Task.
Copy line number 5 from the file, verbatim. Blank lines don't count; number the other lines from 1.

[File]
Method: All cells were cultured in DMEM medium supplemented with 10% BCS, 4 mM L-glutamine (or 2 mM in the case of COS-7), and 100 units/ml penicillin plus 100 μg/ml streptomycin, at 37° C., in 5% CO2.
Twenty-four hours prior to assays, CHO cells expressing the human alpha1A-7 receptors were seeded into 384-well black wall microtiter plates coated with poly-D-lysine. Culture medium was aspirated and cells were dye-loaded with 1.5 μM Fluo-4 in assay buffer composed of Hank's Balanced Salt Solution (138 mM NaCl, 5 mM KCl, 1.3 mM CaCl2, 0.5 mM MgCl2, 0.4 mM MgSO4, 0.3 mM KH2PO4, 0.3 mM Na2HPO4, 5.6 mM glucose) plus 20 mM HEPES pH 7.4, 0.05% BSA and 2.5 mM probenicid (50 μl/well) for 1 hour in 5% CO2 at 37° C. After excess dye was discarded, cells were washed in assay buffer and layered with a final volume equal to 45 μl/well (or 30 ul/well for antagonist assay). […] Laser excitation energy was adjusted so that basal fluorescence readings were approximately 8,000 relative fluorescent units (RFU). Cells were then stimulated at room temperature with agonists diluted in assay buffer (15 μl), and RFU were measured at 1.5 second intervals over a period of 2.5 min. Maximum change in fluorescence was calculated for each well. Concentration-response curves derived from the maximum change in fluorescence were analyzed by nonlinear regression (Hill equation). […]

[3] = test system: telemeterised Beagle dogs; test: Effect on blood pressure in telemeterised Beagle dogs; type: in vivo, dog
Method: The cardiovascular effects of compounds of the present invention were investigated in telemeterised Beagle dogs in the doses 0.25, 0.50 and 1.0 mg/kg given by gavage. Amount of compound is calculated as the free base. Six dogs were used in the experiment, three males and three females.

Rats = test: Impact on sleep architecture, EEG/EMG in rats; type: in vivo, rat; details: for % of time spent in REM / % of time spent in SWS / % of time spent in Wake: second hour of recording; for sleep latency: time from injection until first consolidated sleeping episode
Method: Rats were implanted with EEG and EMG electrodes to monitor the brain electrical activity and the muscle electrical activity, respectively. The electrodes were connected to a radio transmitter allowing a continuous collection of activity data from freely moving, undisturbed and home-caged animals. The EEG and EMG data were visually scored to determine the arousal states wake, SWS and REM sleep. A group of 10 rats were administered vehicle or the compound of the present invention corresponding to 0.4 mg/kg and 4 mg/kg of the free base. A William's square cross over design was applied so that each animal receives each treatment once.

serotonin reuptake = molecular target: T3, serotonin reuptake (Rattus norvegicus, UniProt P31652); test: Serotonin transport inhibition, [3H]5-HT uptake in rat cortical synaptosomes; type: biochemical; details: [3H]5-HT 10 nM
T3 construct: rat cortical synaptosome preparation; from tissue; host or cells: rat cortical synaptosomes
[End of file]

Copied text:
Rats = test: Impact on sleep architecture, EEG/EMG in rats; type: in vivo, rat; details: for % of time spent in REM / % of time spent in SWS / % of time spent in Wake: second hour of recording; for sleep latency: time from injection until first consolidated sleeping episode